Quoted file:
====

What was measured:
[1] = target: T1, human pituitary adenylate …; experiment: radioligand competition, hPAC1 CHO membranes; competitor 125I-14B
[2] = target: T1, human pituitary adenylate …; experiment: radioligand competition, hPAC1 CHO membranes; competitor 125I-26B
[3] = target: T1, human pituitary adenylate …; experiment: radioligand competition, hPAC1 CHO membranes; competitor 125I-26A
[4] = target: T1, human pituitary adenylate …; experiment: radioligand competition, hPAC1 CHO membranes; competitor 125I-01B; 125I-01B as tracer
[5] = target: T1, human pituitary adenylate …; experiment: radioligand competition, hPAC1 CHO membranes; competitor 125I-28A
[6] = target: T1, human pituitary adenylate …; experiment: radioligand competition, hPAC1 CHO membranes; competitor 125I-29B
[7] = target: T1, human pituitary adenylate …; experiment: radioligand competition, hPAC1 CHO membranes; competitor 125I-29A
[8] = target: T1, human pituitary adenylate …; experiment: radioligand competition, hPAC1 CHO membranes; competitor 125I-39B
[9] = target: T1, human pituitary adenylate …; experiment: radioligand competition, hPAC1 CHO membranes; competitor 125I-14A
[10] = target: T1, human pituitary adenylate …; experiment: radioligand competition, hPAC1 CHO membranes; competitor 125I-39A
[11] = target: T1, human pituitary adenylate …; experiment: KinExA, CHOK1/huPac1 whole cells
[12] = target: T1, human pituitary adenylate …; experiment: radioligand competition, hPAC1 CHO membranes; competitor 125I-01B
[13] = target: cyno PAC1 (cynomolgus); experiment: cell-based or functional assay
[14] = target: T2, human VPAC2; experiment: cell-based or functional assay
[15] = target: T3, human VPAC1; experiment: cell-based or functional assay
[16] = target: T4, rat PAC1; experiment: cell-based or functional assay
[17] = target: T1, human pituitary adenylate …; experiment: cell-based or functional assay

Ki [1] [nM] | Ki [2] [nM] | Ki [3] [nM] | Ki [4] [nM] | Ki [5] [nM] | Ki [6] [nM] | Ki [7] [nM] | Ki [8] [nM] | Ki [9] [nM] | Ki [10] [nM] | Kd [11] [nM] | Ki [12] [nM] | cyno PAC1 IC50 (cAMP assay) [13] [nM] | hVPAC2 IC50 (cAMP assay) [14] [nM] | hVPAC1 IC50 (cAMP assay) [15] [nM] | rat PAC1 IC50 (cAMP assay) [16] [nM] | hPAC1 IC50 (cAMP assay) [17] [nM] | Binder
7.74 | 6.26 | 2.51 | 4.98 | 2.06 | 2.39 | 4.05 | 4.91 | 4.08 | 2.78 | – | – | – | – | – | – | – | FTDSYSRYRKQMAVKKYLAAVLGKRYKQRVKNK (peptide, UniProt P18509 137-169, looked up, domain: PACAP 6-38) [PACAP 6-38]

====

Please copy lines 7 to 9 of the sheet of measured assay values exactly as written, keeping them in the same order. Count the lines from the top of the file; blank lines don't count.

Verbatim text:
[6] = target: T1, human pituitary adenylate …; experiment: radioligand competition, hPAC1 CHO membranes; competitor 125I-29B
[7] = target: T1, human pituitary adenylate …; experiment: radioligand competition, hPAC1 CHO membranes; competitor 125I-29A
[8] = target: T1, human pituitary adenylate …; experiment: radioligand competition, hPAC1 CHO membranes; competitor 125I-39B